The unfunded liability in Maine’s public employee pension funds is suddenly getting a lot of well-deserved attention.

The Legislature’s budget committee heard a report last week with the troubling news that just meeting the constitutional requirement to pay back the money owed to the fund over the next two years will be more than $900 million. That’s over and above the $90 million needed to pay benefits to retired state workers and teachers.

In response, lawmakers and some gubernatorial candidates have proposed redesigning the retirement plans offered to public employees, possibly raising the retirement age, changing from defined benefit to defined contribution plans, like the private sector’s 401(k), or moving Maine into the Social Security system. (Public emloyees here do not currently participate in the federal retirement program.)

Those might be good ideas, but no one should be confused. Maine could do any or all of them tomorrow, and it would not make a single penny’s difference in the budget hole created by the state pension system’s unfunded liability.

That’s because the debt was incurred years ago — as early as the 1970s. There is nothing Maine could do to the pension plan design that would make it go away any faster.

And, as a result of a 1995 constitutional amendment that requires the state to retire its unfunded liability by 2028, the Legislature can’t do anything besides pay it.

RECESSION’S EFFECT

The state has made tremendous progress since the early 1990s when raids to the pension fund left the liablity only 36 percent funded. Now we are nearly 70 percent funded, but as more workers enter the system, paying off the unfunded liability will require even more effort.

And that effort has been made even more difficult by the economic downturn, which has created a double whammy for the state budget.

As the return on the pension fund’s investments stagnates, more is required from state taxpayers to fully fund the pension system. But because of the recession, tax collections have declined (although they now appear to be stabilizing), meaning that other programs will suffer as the state keeps up with its obligation to retirees.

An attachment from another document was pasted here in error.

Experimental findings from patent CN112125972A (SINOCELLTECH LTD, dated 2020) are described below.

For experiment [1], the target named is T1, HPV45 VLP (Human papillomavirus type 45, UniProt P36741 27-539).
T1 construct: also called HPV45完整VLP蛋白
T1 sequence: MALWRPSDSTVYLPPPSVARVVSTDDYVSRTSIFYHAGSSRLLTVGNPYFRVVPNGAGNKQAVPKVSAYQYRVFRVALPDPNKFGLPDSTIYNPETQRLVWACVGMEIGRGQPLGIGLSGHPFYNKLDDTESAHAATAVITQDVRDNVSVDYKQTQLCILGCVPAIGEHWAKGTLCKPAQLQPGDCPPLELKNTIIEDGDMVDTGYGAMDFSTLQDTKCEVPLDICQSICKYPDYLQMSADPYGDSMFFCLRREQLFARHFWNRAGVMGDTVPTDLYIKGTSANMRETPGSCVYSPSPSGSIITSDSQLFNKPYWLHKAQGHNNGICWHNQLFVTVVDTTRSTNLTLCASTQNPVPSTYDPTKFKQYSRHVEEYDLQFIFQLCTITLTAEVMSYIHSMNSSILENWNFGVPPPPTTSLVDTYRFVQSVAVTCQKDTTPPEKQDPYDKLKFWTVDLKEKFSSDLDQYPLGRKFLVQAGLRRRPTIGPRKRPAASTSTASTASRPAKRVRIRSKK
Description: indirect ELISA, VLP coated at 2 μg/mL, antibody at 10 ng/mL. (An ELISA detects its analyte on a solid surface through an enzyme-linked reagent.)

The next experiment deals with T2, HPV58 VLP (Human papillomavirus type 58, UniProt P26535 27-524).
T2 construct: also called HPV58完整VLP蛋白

Even though they won’t help in this budget year, it’s worthwhile looking at changes to the state pension system that would affect state employees and teachers who have not yet been hired, or current employees who have not yet become vested in the state system.

They are the ones who have the most to lose under the current arrangement and would benefit from changes, particularly a move into the Social Security system, which would make their retirement benefit portable as they changed jobs.

The way things work now, a state worker or teacher can hold a public sector job more than four years without becoming vested in the state system, and get no credit toward Social Security.

SYSTEM’S REAL COSTS

Turnover in the public sector is much higher than many people believe, and nearly half of newly hired state workers and 60 percent of teachers leave their jobs before they are vested in the system on their fifth anniversary on the job.

Only about 25 percent of state employees and 13 percent of teachers stay on the job for more than 25 years and retire with a full benefit. Since so many workers are paying into the system without receiving benefits, the current setup is less expensive to operate than a Social Security-based system, but not a fairer one.

Changes in pension design that would make the plan less costly in the long run combined with adjustments to make benefits more portable could be a good long-term strategy to better control future growth of the pension system.

But nothing will change the commitment the state has to current retirees and vested employees. And nothing, besides paying it off, will reduce the debt.

Unless the next governor and Legislature are willing to drum up public support to change the constitutional amendment, commitments made to present and future retirees are going to compete with priorities such as economic development, transportation, education and social services.

As concern about the future demands of the pension system become part of this year’s campaigns, candidates should be clear about which problem their proposals are actually trying to solve.